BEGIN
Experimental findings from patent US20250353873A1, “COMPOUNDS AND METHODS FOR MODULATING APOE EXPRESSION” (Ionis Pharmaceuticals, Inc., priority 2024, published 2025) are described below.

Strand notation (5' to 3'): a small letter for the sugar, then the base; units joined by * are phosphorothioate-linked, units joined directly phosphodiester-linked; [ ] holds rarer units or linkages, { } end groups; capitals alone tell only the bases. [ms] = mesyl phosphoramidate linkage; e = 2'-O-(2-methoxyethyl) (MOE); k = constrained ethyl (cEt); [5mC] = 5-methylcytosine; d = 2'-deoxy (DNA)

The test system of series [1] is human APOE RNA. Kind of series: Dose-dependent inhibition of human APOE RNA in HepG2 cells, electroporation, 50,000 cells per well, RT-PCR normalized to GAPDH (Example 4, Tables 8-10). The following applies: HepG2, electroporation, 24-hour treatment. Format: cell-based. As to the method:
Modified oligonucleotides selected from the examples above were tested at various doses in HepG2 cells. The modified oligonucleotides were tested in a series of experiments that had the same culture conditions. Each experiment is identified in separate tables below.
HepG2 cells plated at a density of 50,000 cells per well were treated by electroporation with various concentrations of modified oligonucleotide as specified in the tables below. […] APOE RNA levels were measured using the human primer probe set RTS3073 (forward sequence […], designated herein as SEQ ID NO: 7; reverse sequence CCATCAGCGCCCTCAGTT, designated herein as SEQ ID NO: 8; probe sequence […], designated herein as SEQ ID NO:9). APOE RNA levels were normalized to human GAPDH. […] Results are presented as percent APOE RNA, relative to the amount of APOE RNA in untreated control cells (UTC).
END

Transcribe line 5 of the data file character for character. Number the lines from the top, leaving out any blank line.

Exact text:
HepG2 cells plated at a density of 50,000 cells per well were treated by electroporation with various concentrations of modified oligonucleotide as specified in the tables below. […] APOE RNA levels were measured using the human primer probe set RTS3073 (forward sequence […], designated herein as SEQ ID NO: 7; reverse sequence CCATCAGCGCCCTCAGTT, designated herein as SEQ ID NO: 8; probe sequence […], designated herein as SEQ ID NO:9). APOE RNA levels were normalized to human GAPDH. […] Results are presented as percent APOE RNA, relative to the amount of APOE RNA in untreated control cells (UTC).